Differential growth among components of the palate in rhesus monkeys (Macaca mulatta).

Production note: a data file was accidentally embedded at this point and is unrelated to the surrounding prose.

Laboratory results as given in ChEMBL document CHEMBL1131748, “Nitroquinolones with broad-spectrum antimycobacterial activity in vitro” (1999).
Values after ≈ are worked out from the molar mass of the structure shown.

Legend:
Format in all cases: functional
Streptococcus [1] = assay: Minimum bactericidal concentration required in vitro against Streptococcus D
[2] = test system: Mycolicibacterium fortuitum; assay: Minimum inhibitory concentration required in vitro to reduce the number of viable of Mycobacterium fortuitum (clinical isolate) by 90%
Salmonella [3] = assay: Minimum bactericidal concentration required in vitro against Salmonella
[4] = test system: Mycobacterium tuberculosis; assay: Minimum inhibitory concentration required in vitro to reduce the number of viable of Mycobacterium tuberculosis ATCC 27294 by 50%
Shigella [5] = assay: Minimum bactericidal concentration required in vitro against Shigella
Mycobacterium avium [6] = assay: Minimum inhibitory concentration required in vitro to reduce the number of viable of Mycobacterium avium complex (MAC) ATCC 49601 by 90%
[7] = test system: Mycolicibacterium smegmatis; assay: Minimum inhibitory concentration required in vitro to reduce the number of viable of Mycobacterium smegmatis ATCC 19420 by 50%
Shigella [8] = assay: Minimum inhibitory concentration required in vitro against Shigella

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To understand the etiology of maxillary hypoplasia better, which is common in individuals with cleft palate and other craniofacial anomalies, the relative growth and contribution of the maxillary and palatine segments to enlargement of the hard palate was examined in rhesus monkeys. The purpose of the study was to identify and evaluate sites of differential growth of the palatine and maxillary segments as they contribute to the development of the midface and facial prognathism. One hundred and eight male and 107 female skulls ranging from 1.0 to 7.0 years of age were examined. Measurements of the maxillary and palatine lengths, palatal width, midface depth, canine length, and molar surface areas in the ontogenetic sample were collected. Univariate and bivariate statistics were used to describe dimensional changes and evaluate region-specific sex differences. The relative growth of palatal dimensions was evaluated using allometric analysis methods. Significant sex differences were observed (t-test, p < or = .05) for all palatal dimensions by 4 years of age. However, proportions of the maxillary and palatine segments to overall palate length appeared to be similar throughout growth for both sexes. The results suggest that sutures of the midface, in particular the transverse palatine suture, may be important in the bony development of the palate during growth. These sutures may contribute to the overall modulation of palatal development.(ABSTRACT TRUNCATED AT 250 WORDS)